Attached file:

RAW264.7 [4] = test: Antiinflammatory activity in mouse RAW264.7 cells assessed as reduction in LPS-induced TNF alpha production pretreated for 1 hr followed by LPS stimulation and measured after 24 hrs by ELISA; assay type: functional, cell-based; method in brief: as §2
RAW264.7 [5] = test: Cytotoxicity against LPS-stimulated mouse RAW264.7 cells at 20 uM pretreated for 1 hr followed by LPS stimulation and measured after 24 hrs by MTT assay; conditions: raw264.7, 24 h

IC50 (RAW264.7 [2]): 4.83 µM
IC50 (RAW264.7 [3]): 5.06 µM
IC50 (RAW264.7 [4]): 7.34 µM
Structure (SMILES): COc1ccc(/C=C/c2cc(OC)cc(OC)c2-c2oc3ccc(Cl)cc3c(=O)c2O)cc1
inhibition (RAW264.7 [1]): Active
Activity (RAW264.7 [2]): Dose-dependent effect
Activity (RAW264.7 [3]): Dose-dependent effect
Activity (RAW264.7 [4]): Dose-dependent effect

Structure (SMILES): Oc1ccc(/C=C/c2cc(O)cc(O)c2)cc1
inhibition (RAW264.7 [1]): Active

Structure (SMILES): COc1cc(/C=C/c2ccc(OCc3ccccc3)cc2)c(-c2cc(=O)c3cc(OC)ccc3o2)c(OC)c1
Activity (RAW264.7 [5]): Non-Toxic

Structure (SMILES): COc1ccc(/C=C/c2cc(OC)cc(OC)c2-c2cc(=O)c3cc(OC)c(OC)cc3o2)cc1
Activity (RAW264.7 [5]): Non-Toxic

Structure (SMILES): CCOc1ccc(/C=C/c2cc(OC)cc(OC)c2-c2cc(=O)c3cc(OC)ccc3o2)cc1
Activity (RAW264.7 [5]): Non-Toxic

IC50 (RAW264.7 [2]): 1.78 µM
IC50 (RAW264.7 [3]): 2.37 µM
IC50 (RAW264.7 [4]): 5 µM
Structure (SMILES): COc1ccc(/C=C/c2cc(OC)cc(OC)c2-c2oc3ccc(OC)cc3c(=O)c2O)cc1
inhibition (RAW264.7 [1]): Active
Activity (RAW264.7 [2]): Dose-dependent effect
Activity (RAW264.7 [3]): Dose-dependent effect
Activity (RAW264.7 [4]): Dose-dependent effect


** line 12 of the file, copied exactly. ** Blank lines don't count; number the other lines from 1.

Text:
inhibition (RAW264.7 [1]): Active